1 in 6 Australians have a disability – that’s over 4.4 million people. We use the internet every day, but not every website has been made accessible to everyone. It can be easy to set aside accessibility changes in favour of improving the development and design of a website or optimising the site for SEO but ensuring that everyone can view and interact with your website is extremely important. Not only is it increasing awareness for web accessibility, but you’re also helping your customers!
People who have impaired vision, colour-blindness, motor controls, learning disabilities, or are deaf or hard of hearing need to be able to access your website, and making your website accessible for them is incredibly easy – there are even plugins and programs that do it all for you.
Here are some of the ways you can make your website more accessible.
Part One: Text Changes
Text makes up a significant portion of a website. Without it, information would be difficult to convey. Users without disabilities may not notice when website text isn’t accessible, but small changes can actually make reading and interacting with text more manageable for people with disabilities and the elderly.
Alt text (or alternative text) is the written description of an image. Alt text has several different uses. If an image fails to load, the alt text can appear in its place in the Inspect window. Alt-text is excellent for SEO, as it helps search engine crawlers know what is appearing in the image. Most importantly, alt text helps those who have a visual impairment. Screen reading tools, which assist those with impaired vision navigate web pages, cannot translate images into text, so the alt text provides a description that can be relayed to the user.
Adding alt text to your images is simple and goes a long way. When adding alt text, be as specific as possible, and include the context of the image. Instead of “Woman points at the computer screen”, maybe include more details about the picture, and instead, write “Business manager pointing to a graphic designer’s computer screen”.
Increasing the size of the font on a website can make all the difference to users with a visual disability. The ability to increase or decrease the font size to their liking allows users to find a font size that works for their vision, instead of relying only on the browser’s zoom feature, which can make scrolling tedious and conflict with the format of the web page.
Links within a webpage are incredibly important, and not just from an SEO standpoint. They help users navigate your website, and if some of your visitors can’t access those links, then they (and your business) are missing out on the opportunity to purchase your products or services. While coloured hover text can alert the user to a link, it isn’t enough. Links need to be clearly outlined and visually accessible, either by underlining the link, highlighting it, or outlining the text.
Users with motor impairment may use keyboard navigation to access your site, and links need to be visible and accessible via keyboard for them to click on them.
Making your links more accessible and visible also draws attention to them – so if you want to drive users to your product page, make it loud! You’ll be helping your customers and directing them to where they can buy your products.
Along with accessing links, your anchor text also needs to be descriptive and understandable. Anchor text is the text where the link is located; many websites will use phrases such as “click here” or “read more”. For those users with learning or cognitive disabilities, these phrases don’t give enough information. Longer and more descriptive sentences, such as, “Click here to visit our blog” or “Read more about this particular product”, help navigate and direct users to where you want them to go and tell them exactly what to expect when they click on the link.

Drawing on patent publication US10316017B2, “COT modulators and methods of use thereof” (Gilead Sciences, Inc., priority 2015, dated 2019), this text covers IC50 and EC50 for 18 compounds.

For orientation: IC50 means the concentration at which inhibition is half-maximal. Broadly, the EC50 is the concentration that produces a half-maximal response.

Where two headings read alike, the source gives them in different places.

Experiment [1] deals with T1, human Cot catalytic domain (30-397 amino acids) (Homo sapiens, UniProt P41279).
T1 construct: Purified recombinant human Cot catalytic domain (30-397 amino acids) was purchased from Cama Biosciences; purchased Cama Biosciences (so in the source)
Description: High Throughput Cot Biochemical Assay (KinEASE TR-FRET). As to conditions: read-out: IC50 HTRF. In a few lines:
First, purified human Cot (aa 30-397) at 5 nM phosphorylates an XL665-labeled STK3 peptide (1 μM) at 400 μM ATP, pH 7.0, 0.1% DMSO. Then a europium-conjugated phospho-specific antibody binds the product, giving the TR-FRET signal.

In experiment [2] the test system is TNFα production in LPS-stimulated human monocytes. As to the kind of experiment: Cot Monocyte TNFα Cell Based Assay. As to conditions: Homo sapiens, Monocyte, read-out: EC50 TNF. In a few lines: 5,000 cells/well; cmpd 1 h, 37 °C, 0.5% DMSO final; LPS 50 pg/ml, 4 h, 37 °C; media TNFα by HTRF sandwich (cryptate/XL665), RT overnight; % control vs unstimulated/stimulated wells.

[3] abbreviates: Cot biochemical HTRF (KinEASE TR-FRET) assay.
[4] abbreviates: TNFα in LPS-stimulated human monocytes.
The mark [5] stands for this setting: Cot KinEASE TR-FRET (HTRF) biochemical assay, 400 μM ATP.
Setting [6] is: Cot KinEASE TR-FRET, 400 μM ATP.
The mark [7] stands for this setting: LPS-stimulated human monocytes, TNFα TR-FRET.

Page Titles and Headings
As well as altering your anchor text to be more accessible, it’s also worth looking at your page titles and headings. Page titles are the sentences and descriptions, often short, that appear in Google when users first see your website; they also appear in the tab description when opened. Headings exist within the webpage itself, breaking down the text into smaller sections.
Both these items of text need to be understandable and informative for search engine optimisation and those with learning or cognitive disabilities. Placing the headings in the correct order is also important. Usually, in HTML coding, headings are numbered from one to six, with H1 being the main heading for the page and the other numbers following; H2 for subheadings, H3 for headings with H2, etc. Placing bigger headings under smaller headings can confuse and alter the way the text and the web page are perceived.
Understandable and readable content
When you look at your website, the first thing you notice is the text. If your text isn’t readable or understandable, users will not want to visit your website.
Colourful backgrounds might fit your business’ style but opting for a more neutral background may improve your users’ experiences if they are unable to read the text.
Your website may be aimed at specialist clients, for example, if your business caters to other companies or is more industrial in nature but ensuring that users can understand the content on your website is key to their continued business with you. Overcomplicated language can confuse your audience and alienate those who don’t understand. No matter your industry, straightforward language and clear instructions and directions can go a long way in ensuring that everyone who visits your website can understand your content.
If you have questions about how you can make your website more accessible, why not talk to a member of our team? You can visit our contact page to have a chat or make an appointment.